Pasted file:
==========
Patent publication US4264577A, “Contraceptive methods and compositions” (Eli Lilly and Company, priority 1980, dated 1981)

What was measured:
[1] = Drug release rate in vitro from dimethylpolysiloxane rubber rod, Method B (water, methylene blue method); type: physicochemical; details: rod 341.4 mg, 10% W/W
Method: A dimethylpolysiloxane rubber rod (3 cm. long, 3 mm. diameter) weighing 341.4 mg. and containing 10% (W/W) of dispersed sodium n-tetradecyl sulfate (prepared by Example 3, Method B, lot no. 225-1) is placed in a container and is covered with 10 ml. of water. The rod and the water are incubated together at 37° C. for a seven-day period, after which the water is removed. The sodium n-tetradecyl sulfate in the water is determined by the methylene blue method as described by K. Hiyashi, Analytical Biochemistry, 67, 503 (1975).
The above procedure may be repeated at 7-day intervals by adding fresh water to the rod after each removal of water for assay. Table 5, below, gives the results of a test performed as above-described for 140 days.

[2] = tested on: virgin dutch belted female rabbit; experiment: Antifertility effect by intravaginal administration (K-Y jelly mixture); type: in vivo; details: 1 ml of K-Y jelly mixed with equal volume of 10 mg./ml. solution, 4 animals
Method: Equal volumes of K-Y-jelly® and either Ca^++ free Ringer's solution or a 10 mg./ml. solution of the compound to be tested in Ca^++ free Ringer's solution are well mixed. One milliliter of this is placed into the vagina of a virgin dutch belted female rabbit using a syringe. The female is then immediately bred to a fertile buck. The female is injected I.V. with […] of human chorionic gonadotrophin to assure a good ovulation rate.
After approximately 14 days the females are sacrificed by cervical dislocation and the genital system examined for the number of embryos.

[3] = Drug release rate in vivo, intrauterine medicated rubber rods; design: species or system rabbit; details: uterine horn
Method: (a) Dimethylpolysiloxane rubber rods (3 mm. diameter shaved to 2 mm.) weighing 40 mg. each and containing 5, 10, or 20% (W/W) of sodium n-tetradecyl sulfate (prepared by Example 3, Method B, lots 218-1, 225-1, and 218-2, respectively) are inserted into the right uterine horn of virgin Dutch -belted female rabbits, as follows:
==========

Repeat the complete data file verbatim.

Patent publication US4264577A, “Contraceptive methods and compositions” (Eli Lilly and Company, priority 1980, dated 1981)

What was measured:
[1] = Drug release rate in vitro from dimethylpolysiloxane rubber rod, Method B (water, methylene blue method); type: physicochemical; details: rod 341.4 mg, 10% W/W
Method: A dimethylpolysiloxane rubber rod (3 cm. long, 3 mm. diameter) weighing 341.4 mg. and containing 10% (W/W) of dispersed sodium n-tetradecyl sulfate (prepared by Example 3, Method B, lot no. 225-1) is placed in a container and is covered with 10 ml. of water. The rod and the water are incubated together at 37° C. for a seven-day period, after which the water is removed. The sodium n-tetradecyl sulfate in the water is determined by the methylene blue method as described by K. Hiyashi, Analytical Biochemistry, 67, 503 (1975).
The above procedure may be repeated at 7-day intervals by adding fresh water to the rod after each removal of water for assay. Table 5, below, gives the results of a test performed as above-described for 140 days.

[2] = tested on: virgin dutch belted female rabbit; experiment: Antifertility effect by intravaginal administration (K-Y jelly mixture); type: in vivo; details: 1 ml of K-Y jelly mixed with equal volume of 10 mg./ml. solution, 4 animals
Method: Equal volumes of K-Y-jelly® and either Ca^++ free Ringer's solution or a 10 mg./ml. solution of the compound to be tested in Ca^++ free Ringer's solution are well mixed. One milliliter of this is placed into the vagina of a virgin dutch belted female rabbit using a syringe. The female is then immediately bred to a fertile buck. The female is injected I.V. with […] of human chorionic gonadotrophin to assure a good ovulation rate.
After approximately 14 days the females are sacrificed by cervical dislocation and the genital system examined for the number of embryos.

[3] = Drug release rate in vivo, intrauterine medicated rubber rods; design: species or system rabbit; details: uterine horn
Method: (a) Dimethylpolysiloxane rubber rods (3 mm. diameter shaved to 2 mm.) weighing 40 mg. each and containing 5, 10, or 20% (W/W) of sodium n-tetradecyl sulfate (prepared by Example 3, Method B, lots 218-1, 225-1, and 218-2, respectively) are inserted into the right uterine horn of virgin Dutch -belted female rabbits, as follows: